The security of wireless networks could be greatly improved by using 
client location awareness. In practice, an AP could be configured to 
allow connections only from devices that are within 30 feet. Similarly, 
wireless Intrusion Detection Systems (IDSs) could be set to detect any 
client systems attempting communication from farther away than a 
predefined distance from the AP. 

Of course the application of such technology isn't limited to enhanced 
security. During his demonstration, Rattner showed how he could be 
tracked in an on-stage mock-up of a home. As he moved from place to 
place, wireless transmission of a video broadcast was switched to the 
screen closest to him. However, to security administrators, this peek 
into the near future is most interesting because of the significant 
implications for improved network security. 


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==== 2. Security News and Features ====

Recent Security Vulnerabilities
   If you subscribe to this newsletter, you also receive Security 
Alerts, which inform you about recently discovered security 
vulnerabilities. You can also find information about these 
discoveries at

Another IE Flaw Surfaces 
   Tom Ferris reported a new flaw in Microsoft Internet Explorer (IE) 
6.0 on fully patched Windows XP Service Pack 2 (SP2) systems. While 
Ferris offered few details about the problem on his Web site, the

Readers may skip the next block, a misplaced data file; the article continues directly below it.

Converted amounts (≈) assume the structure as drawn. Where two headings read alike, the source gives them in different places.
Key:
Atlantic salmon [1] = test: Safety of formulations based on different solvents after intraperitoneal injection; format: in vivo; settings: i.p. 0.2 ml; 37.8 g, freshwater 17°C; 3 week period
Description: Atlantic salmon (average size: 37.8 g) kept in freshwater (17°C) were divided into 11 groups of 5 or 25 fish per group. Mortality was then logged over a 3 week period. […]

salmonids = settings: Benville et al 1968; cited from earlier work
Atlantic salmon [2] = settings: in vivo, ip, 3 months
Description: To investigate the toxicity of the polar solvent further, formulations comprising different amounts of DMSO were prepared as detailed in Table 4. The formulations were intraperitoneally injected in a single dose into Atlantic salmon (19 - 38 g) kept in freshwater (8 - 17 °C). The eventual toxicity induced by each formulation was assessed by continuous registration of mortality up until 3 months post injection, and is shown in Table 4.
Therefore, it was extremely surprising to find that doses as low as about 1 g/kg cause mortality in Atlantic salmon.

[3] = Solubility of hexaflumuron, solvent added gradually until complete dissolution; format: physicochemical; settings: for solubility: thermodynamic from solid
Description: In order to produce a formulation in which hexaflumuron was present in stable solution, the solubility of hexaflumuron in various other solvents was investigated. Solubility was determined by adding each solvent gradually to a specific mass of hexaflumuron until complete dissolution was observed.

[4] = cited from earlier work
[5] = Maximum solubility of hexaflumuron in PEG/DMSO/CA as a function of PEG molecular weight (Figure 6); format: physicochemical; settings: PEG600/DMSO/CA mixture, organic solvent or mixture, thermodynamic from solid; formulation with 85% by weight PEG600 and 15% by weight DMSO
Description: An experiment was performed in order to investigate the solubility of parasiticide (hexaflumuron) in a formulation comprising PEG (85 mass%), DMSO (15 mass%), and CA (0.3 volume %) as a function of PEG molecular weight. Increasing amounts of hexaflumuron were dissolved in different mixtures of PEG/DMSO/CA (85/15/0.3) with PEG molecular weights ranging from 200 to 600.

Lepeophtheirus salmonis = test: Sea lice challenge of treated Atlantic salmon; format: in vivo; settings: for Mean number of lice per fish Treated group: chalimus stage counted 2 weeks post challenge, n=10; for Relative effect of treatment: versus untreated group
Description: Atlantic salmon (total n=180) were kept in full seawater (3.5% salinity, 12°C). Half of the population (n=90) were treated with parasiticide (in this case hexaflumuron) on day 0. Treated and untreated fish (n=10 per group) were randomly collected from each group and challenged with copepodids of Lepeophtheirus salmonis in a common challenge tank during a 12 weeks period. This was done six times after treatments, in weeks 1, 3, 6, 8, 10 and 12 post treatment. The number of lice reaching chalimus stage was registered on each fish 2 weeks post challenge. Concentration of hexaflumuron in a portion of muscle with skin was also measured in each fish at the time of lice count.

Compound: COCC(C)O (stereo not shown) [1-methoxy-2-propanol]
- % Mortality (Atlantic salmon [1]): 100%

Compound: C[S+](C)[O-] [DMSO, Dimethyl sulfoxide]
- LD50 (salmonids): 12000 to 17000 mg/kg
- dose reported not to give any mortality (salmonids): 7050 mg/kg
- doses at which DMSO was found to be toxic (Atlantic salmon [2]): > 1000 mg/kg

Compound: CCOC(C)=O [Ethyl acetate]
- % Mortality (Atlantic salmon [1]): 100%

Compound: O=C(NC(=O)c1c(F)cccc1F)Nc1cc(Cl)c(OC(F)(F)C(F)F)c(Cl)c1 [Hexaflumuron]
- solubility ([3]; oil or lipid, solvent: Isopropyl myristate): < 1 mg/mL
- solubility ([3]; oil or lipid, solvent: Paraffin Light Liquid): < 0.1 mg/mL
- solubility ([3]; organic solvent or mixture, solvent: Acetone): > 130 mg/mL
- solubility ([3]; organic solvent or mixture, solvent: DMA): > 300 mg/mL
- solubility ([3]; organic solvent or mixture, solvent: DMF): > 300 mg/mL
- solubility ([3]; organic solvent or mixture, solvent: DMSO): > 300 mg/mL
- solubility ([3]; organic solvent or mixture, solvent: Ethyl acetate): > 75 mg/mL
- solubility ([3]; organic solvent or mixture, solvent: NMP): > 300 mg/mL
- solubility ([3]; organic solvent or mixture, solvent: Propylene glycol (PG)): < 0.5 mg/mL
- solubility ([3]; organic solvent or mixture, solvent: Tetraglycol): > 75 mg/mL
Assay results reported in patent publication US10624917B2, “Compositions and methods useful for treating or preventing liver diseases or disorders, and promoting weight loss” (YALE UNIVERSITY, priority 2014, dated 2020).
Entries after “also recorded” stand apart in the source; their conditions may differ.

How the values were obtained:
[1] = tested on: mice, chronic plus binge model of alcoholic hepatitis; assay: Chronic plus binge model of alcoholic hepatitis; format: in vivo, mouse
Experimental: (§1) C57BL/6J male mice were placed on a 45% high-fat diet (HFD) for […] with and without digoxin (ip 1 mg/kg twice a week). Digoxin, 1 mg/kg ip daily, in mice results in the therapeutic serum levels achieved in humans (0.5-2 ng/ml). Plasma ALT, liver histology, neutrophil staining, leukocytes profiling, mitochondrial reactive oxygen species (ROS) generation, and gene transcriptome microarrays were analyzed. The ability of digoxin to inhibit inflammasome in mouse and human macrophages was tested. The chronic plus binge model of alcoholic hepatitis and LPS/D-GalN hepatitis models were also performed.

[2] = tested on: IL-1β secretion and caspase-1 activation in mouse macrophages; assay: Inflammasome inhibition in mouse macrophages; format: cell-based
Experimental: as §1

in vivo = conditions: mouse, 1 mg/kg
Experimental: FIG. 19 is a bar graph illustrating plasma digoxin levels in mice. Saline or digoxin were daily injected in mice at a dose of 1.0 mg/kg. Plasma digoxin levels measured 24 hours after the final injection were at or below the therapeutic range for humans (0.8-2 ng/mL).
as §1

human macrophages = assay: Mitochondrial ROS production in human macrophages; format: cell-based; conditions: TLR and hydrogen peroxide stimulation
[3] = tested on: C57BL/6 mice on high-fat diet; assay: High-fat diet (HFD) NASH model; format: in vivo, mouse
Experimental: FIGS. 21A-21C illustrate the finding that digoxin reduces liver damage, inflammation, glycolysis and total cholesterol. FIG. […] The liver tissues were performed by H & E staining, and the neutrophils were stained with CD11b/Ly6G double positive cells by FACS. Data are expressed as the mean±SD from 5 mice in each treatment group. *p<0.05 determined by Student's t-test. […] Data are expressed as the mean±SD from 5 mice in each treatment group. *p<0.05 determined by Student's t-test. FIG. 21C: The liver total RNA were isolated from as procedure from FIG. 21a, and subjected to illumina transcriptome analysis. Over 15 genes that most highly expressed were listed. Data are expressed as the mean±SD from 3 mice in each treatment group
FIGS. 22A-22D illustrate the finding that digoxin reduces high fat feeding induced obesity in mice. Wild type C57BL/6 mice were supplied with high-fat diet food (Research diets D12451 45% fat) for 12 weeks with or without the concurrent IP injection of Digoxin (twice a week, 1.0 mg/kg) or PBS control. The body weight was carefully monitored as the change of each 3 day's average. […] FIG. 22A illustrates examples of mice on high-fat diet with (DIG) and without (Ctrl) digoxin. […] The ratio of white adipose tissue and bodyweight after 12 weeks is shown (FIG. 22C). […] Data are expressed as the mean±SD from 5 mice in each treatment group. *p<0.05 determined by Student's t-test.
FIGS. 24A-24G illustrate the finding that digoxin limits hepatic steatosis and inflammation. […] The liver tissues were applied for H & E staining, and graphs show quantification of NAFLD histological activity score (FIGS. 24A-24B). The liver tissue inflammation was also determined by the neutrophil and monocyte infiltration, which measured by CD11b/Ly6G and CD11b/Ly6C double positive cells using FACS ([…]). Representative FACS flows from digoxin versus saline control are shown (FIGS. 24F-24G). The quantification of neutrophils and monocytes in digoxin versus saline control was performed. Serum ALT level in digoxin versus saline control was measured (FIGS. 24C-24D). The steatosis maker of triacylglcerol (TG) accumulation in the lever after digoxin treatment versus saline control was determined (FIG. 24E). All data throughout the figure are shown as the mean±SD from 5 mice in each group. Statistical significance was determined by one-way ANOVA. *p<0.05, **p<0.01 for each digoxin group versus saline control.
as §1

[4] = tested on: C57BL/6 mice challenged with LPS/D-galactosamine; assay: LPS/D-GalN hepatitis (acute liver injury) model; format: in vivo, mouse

vulnerability reportedly could allow a remote intruder to install 
remote code and completely take over an affected system.

Long Registry Keys Can Help Hide Malware 
   Last week, an interesting discovery was made regarding the Windows 
registry. Apparently, long keys can't be viewed or deleted by using 
regedit or many third-party tools designed to detect malware. Registry 
keys that exceed 254 characters in length are basically invisible 
unless the tool being used to read the registry is designed to 
accommodate longer keys.


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==== 3. Security Toolkit ==== 

Security Matters Blog: Bam! Google Hacking Just Got Kicked Up a Notch 
   by Mark Joseph Edwards, http://list.windowsitpro.com/t?ctl=12DE2:4FB69

If Emeril Lagasse were a hacker, he'd probably be using the new Google 
mining toolset, Massive Enumeration Tool (MET). Written in the Python 
scripting language, MET is a collection of scripts designed to mine 
data from the gigantic databases stored by Google's search engine.

   by John Savill, http://list.windowsitpro.com/t?ctl=12DE1:4FB69 

Q: How can I set the default domain user profile?

Find the answer at

Security Forum Featured Thread: Rights Required to Allow Changing 
Directory Ownership
   A forum participant writes that he's trying to use xcacls.vbs to 
allow his Help desk staff to change the owner on a user's home 
directory when it's initially created. The command-line options he uses 
(listed in the Security Forum post) work fine under his account, which 
has Domain Admin rights, but the Help desk technicians receive an error 
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Help desk technicians "Take ownership" and "Restore files" rights on